It cannot mean “the first Sabbath” because the lemma σάββατον is a noun declined in the neuter gender, while the cardinal number μία (an adjective) is declined in the feminine gender. In Greek grammar, an adjective must agree in case, gender, and number with the noun it modifies.
If we are to suppose that τῇ μιᾷ τῶν σαββάτων is to be translated as “the first [Sabbath] of the Sabbaths,” with the supplied ellipsis “Sabbath,” then the cardinal number should be declined in the neuter gender in agreement with supplied ellipsis τῷ σαββάτῳ, as in τῷ σαββάτῳ τῷ ἑνὶ τῶν σαββάτων—“the first Sabbath of the Sabbaths.”
The fact that the cardinal number is μία, declined in the feminine gender, suggests that the supplied ellipsis should be ἡμέρᾳ (“day”), as in “the first [day] of the week,” since ἡμέρᾳ is also declined in the feminine gender.
In English, it is also common to use such ellipses when numbering days. For example, in the phrase “It is the first of the month,” the word “day” is omitted because it is assumed to be understood by the reader.
Unlike Hebrew, English actually has unique names for the days of the week, such as Monday, Tuesday, etc., which of course are derived from the names of astronomical phenomena (e.g., Sunday, Monday) or gods (e.g., Thursday, Saturday). Therefore, it is unnecessary in English to refer to days of the week by number.1 On the other hand, it is typical to do so in Hebrew.
For example, the following chart displays how the days of the week were numbered in the Talmud:
It is noteworthy that בשבא and בשבתא/בשבת are equated in such phrases as חד בשבא and חד בשבתא, both evidently meaning “the first day of the week.”
In addition to the aforementioned phrases, there also exists the phrases כל השבת and באמצע שבת, meaning “the whole week”2 and “in the middle of the week,”3 respectively.
The Greek Septuagint, written a few centuries prior to the Christian advent, has the phrase τῆς μιᾶς σαββάτων in Psa. 24:1, a psalm that was historically sung on the first day of the week by Levites in the Temple, as testified by Jewish writings.4
This is impartial evidence identifying τῆς μιᾶς σαββάτων with the first day of the week, as Collins notes,5
...because we have good evidence that Jewish Greek used μία for the first day of the week, in the expression ἡ μία [ἡμέρα] τῶν σαββάτων “the first [day] of the week.” For example, in the LXX inscription to Ps 24 (lxx Ps 23.1), we find:
ψαλμὸς τῷ Δαυιδ τῆς μιᾶς σαββάτων
A psalm for/of David, of the first day of the week.
In addition to the preceding arguments against the translation “the first [Sabbath] of the Sabbaths,” a few points could benefit from clarification.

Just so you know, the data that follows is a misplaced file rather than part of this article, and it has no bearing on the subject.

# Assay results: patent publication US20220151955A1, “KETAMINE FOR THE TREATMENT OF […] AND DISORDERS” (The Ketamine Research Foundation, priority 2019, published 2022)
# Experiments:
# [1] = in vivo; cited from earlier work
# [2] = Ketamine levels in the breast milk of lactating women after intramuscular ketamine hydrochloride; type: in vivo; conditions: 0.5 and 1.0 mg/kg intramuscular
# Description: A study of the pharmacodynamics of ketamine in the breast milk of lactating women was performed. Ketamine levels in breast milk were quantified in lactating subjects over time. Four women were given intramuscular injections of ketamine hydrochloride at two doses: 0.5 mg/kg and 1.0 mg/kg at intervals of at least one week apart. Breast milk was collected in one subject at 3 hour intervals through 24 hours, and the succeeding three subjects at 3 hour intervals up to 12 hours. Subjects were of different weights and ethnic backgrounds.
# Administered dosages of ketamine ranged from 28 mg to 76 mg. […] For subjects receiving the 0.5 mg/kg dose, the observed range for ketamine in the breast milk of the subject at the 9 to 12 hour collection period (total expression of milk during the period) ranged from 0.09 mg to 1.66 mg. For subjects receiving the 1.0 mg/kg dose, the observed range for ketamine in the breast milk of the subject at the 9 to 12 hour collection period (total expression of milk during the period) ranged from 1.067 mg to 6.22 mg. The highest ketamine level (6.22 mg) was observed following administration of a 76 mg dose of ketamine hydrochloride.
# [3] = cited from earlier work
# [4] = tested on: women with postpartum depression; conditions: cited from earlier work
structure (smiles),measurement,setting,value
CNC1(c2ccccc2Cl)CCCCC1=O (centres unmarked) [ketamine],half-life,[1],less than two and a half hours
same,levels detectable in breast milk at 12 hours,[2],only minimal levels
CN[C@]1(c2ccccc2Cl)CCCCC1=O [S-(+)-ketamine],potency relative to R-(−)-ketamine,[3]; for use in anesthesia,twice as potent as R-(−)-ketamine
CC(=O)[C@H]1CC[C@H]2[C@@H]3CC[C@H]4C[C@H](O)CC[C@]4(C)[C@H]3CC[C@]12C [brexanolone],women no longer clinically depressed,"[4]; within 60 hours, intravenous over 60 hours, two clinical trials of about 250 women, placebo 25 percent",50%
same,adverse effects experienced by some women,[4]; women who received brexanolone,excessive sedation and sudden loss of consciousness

It is argued by some that σάββατον should never be translated as “week,” for the author would have used ἑβδομάς instead. Both in the Old and New Testament, there are instances where the author is clearly referring to a “week” rather than “Sabbath” using the word σάββατον (or a declension thereof).
- Luke 18:12: νηστεύω δὶς τοῦ σαββάτου (“I fast twice a week”)
Regarding this verse, Francis D. Nichol wrote,6
In addition, there are the following verses in the Greek Septuagint:
- Psa. 24:1: τῆς μιᾶς σαββάτων (“the first day of the week”)
- Psa. 94:1: τετράδι σαββάτων (“the fourth day of the week”)
Historical sources testify that both of these psalms were sung in the Temple by the Levites on their respective day of the week.
Furthermore, in Lev. 23:15, it states, שֶׁבַע שַׁבָּתוֹת תְּמִימֹת תִּהְיֶינָה—“and seven שַׁבָּתוֹת shall be complete.” Some translate שַׁבָּתוֹת as “Sabbaths,” as though the Israelites had to count seven complete Sabbaths, but consider the following remarks from Carl Friedrich Keil,7
That שַׁבָּתוֹת (ver. 15) signifies weeks, like שָׁבֻעֹת in Deut. xvi. 9, and τὰ σάββατα in the Gospels (e.g. Matt. xxviii. 1), is evident from the predicate תְּמִימֹת, “complete,” which would be quite unsuitable if Sabbath-days were intended, as a long period might be reckoned by half weeks instead of whole, but certainly not by half Sabbath-days.
Collins, C. John. “The Refrain of Genesis 1: A Critical Review of Its Rendering in the English Bible.” Technical Papers for the Bible Translator. Vol. 60, No. 3, July 2009.
Keil, Carl Friedrich. Commentary on the Old Testament. 1900. Reprint. Trans. Martin, James. Vol. 1. Grand Rapids: Eerdmans, 1986.
Nichol, Francis D. Answers to Objections: An Examination of the Major Objections Raised Against the Teachings of Seventh-Day Adventists. Fort Oglethorpe: TEACH Services, 2014.
Phillips, John. Exploring Psalms: An Expository Commentary, Volume One. Grand Rapids: Kregel, 1988.
1 Thus, it is typical to say, “Today is Wednesday” rather than “Today is the fourth of the week.”
2 Chul. 26b; Meg. 30a; Men. 65a; Nazir 5a; Yoma 46a
3 Taʿan. 29b, 30a, etc.
4 See Phillips, p. 180; also, cp. Babylonian Talmud, Seder Moʿed, Tractate Rosh ha-Shana, Chapter 4, Folio 31a, Gemara (English translation)
5 p. 124–125
6 p. 237–238
7 p. 442